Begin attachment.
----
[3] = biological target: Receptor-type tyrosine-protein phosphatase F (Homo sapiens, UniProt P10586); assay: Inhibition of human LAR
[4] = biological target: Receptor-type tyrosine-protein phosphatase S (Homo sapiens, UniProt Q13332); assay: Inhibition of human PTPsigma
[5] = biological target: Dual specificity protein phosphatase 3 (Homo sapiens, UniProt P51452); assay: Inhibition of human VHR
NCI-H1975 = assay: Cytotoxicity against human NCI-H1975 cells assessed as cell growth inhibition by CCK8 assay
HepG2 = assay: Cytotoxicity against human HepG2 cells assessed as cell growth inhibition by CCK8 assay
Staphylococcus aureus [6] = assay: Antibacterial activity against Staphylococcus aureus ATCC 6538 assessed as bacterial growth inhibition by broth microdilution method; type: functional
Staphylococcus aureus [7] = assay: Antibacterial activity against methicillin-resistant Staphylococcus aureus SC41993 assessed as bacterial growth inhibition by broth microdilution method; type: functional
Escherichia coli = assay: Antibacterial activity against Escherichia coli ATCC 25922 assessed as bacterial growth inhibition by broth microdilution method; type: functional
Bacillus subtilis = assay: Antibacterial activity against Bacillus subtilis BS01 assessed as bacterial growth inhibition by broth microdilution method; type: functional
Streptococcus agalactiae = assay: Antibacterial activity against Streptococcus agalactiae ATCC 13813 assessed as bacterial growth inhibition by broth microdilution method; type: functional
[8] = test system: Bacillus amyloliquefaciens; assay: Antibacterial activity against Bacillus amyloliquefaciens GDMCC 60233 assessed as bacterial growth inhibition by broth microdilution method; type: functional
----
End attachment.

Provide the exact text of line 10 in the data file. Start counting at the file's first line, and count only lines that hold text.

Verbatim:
Streptococcus agalactiae = assay: Antibacterial activity against Streptococcus agalactiae ATCC 13813 assessed as bacterial growth inhibition by broth microdilution method; type: functional